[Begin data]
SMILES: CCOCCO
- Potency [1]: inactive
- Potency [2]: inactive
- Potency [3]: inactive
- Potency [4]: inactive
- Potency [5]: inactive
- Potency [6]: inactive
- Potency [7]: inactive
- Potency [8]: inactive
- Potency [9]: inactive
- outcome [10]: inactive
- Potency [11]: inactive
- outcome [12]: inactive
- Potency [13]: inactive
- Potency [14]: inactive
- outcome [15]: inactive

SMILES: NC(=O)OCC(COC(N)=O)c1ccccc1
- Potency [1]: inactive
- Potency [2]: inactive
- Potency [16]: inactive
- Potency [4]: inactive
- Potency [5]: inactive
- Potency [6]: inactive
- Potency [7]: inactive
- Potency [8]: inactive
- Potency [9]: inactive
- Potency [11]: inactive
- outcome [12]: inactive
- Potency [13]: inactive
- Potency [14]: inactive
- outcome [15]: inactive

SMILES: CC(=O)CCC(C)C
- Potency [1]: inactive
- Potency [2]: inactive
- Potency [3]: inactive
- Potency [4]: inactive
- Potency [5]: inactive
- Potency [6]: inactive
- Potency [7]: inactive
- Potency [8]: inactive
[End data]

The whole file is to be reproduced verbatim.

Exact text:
SMILES: CCOCCO
- Potency [1]: inactive
- Potency [2]: inactive
- Potency [3]: inactive
- Potency [4]: inactive
- Potency [5]: inactive
- Potency [6]: inactive
- Potency [7]: inactive
- Potency [8]: inactive
- Potency [9]: inactive
- outcome [10]: inactive
- Potency [11]: inactive
- outcome [12]: inactive
- Potency [13]: inactive
- Potency [14]: inactive
- outcome [15]: inactive

SMILES: NC(=O)OCC(COC(N)=O)c1ccccc1
- Potency [1]: inactive
- Potency [2]: inactive
- Potency [16]: inactive
- Potency [4]: inactive
- Potency [5]: inactive
- Potency [6]: inactive
- Potency [7]: inactive
- Potency [8]: inactive
- Potency [9]: inactive
- Potency [11]: inactive
- outcome [12]: inactive
- Potency [13]: inactive
- Potency [14]: inactive
- outcome [15]: inactive

SMILES: CC(=O)CCC(C)C
- Potency [1]: inactive
- Potency [2]: inactive
- Potency [3]: inactive
- Potency [4]: inactive
- Potency [5]: inactive
- Potency [6]: inactive
- Potency [7]: inactive
- Potency [8]: inactive